We have some road-tripping in our future this summer, and while movies and video games in the car are one of the WONDERFUL advantages of being a mom in the 21st century, sometimes my kids need to unplug....but how?
I recently bought a roll of this dry-erase vinyl. I only needed about 3 feet of it to put a summer job chart up for my kids, but I ended up with this 10 foot roll. So of course, thinking of some way to use it was in the back of my mind.
Then I remembered seeing that Crayola now makes dry-erase crayons, pencils and washable markers, and it hit me-- I could make dry-erase travel kits for my kids.
And these kits are extra-cool because....(drumroll).....The fabric covering the kits is also dry-erase. Seriously. I used laminated cotton/oil cloth fabric to cover two of them and a vinyl tablecloth to cover the other two. They totally wipe clean when you write on them. Perfect for travel, too, because they wipe clean from spills.
I didn't make all of them exactly the same way. The laminated cotton did well with the glue gun, but the vinyl tablecloth didn't do as well, so I took it to the sewing machine more. I will talk about your options as I go through the tutorial. These would be easy to customize to fit your own preferences.
I hope this tutorial gives you a good framework to work with.
Dry Erase Travel Kit
You will need:
- One 8" x 10" canvas panel (this is the kind on a stiff cardboard--not wrapped on a frame)
- One 8" x 10" piece of heavy cardstock or tagboard
- Dry Erase Laminate
- Duct Tape
- 13 x 38" piece of laminated fabric (oilcloth, laminated cotton, or a vinyl tablecoth)
- Two 8" x 10" pieces of fleece, felt, or quilt batting
- Glue gun; Glue sticks; Sewing Machine; Thread
- Optional: Letter stickers to put names on the front
1. Start with this--the canvas panel. This 3-pack costs $3. This project really begs you to make more than one. :)
Measure and cut a rectangle on the dry erase laminate that is about 1/2 inch bigger on all sides than the canvas panel.
2. Press the laminate onto the BACK of the canvas panel (so the canvas side isn't covered). Wrap the excess around to the canvas side.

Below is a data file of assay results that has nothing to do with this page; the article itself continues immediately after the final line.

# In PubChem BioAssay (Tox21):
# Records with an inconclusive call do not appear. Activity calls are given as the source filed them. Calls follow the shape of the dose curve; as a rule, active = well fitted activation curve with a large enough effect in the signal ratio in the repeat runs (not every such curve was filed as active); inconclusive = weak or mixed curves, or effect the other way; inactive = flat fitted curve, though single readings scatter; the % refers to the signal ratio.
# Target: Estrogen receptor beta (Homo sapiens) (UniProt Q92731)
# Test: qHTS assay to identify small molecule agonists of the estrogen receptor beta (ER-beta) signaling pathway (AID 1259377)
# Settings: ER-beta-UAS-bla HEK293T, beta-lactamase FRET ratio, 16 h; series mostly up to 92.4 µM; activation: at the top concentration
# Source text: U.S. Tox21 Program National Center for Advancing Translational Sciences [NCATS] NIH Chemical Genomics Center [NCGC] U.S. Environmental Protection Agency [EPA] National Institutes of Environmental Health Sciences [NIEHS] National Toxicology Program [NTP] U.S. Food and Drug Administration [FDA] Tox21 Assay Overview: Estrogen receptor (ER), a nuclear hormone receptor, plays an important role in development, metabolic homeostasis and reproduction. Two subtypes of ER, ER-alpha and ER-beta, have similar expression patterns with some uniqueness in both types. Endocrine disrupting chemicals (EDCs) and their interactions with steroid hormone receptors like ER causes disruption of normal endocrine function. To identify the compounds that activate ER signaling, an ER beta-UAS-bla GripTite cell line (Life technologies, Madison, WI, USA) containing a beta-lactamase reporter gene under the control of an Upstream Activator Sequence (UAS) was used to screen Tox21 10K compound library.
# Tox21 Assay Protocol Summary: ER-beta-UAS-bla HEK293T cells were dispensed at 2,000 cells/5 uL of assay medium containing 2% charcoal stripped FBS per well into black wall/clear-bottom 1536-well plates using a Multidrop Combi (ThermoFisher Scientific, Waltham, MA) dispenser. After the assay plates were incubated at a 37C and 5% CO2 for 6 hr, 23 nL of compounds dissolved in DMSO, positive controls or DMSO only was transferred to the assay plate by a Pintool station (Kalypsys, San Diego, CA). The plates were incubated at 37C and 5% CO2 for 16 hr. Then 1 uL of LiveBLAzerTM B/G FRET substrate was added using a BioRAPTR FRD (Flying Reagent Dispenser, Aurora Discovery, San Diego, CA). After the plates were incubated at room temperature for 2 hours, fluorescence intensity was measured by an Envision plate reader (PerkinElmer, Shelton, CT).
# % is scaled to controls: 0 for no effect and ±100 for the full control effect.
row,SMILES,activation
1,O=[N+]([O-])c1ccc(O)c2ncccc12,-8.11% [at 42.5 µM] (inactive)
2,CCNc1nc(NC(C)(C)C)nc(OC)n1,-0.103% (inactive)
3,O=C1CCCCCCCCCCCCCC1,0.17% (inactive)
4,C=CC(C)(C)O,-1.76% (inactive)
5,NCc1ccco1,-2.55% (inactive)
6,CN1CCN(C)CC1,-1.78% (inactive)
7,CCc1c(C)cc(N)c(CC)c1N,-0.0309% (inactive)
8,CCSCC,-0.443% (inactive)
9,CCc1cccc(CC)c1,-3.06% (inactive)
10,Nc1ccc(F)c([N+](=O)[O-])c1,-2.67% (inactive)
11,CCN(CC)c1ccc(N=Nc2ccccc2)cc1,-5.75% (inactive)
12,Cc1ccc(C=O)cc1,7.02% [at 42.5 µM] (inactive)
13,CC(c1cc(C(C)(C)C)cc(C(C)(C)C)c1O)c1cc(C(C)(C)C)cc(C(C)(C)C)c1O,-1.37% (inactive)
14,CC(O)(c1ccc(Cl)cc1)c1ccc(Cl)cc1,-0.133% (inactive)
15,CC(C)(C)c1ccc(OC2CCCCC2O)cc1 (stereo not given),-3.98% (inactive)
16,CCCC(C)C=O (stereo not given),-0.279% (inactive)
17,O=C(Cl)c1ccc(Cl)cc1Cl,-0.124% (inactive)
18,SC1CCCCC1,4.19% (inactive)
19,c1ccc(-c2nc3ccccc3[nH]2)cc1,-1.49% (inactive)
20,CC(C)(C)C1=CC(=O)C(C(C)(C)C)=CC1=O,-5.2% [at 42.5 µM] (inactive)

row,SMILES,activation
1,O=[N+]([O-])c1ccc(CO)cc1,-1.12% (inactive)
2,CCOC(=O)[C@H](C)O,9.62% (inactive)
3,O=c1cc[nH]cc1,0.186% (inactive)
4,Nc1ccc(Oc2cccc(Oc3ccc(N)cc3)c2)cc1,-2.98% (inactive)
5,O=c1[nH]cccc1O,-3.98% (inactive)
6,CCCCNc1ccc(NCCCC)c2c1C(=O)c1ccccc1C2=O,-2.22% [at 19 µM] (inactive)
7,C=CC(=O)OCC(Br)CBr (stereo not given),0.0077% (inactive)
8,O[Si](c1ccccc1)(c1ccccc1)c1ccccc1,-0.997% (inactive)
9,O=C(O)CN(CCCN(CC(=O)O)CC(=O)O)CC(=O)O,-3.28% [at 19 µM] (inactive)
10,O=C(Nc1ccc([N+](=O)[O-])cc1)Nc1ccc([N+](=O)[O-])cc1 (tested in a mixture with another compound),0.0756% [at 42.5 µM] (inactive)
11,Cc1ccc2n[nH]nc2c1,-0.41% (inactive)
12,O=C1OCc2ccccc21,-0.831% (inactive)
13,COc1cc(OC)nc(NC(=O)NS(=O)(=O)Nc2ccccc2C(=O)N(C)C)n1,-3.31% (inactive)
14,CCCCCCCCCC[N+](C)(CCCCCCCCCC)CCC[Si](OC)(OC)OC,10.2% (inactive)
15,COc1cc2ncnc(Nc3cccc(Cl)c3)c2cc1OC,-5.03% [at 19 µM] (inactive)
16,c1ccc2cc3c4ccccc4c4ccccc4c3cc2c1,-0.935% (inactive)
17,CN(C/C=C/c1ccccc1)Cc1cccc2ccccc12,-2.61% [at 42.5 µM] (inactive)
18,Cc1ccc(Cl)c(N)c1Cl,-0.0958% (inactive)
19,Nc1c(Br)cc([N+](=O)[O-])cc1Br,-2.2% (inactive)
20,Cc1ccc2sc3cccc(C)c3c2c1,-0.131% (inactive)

3. Tape the excess down with duct tape.
4. Hot glue one piece of the 8"x10" fleece/felt/batting to the duct tape side of the canvas panel. Glue the other to the 8"x10" piece of tagboard.
5. Lay your fabric out, right side down. Arrange the cardboard and canvas pieces, fleece side down, about 1 inch apart, 10 inches away from one short side of the piece of fabric.
6. Glue or sew a 1/2" edge on the short side of the fabric closest to the tagboard, as shown here.
7. Trim the other end of the fabric to 1" away from the white board. (Keep this trimmed piece for a later step.) Fold 1/2 inch over, and glue or sew in place, as shown.
8. This step can be hot-glued or sewn. Obviously, hot gluing is shown here, but I chose to sew this step by my last couple. If you are gluing, lay hot glue along the 1-inch space between the two boards...
...And fold the fabric over, then press in place, with the excess making a lip along the left side of the white board.
9. Hot glue this lip of fabric into place.
10. Fold the right side of the fabric over the white board, and hot glue down.
11. Fold the top and bottoms of the fabric and pin in place. Notice how I folded the corners in first. Sew this in place. I found that I preferred a zig-zag stitch for this.
Here it is after the sewing.
12. Now glue down the top and bottom edges to frame the entire inside.
13. Using that piece of fabric you cut off of the end in step 7, cut an 8x10" piece of fabric and fold it in half to make your inside pocket. Sew up the sides, wrong sides together, then turn inside out. You can finish the top with a rolled hem, or serge it as I did if you have a serger.
14. Now decide how you want your pockets to look for all the markers, pencils, crayon, and erasers, and sew lines through the pocket to form compartments.
Here is a close-up of how I divided my pocket.
15. Glue the pocket to the inside of the kit. Hot glue was tricky on the vinyl tablecloth fabric, so I ended up using mounting tape on one of the kits. My hot-glue gun is old, and I have a hard time keeping the glue from suddenly coming out in large quantities (which melted the table cloth fabric). You may not have that issue. Hot glue worked great on the laminated cotton.
And it's done! My daughter didn't waste anytime putting it to use once I put some pencils, crayons and markers inside. I used a piece of felt as an eraser. The dry erase crayons come with an eraser that works well, too.
Here is one I made with the vinyl tablecloth. My older sons weren't wild about the light-blue chevron. They were cool with stripes, though.
And here's proof you can write on the outside. This is the same as the one below with "Finley" on it. The marker wiped right off!
This post is featured on:
This post is partying at: